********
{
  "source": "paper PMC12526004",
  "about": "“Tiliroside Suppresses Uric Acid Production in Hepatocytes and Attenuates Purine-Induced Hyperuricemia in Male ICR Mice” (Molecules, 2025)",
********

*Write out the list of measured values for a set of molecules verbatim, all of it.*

{
  "source": "paper PMC12526004",
  "about": "“Tiliroside Suppresses Uric Acid Production in Hepatocytes and Attenuates Purine-Induced Hyperuricemia in Male ICR Mice” (Molecules, 2025)",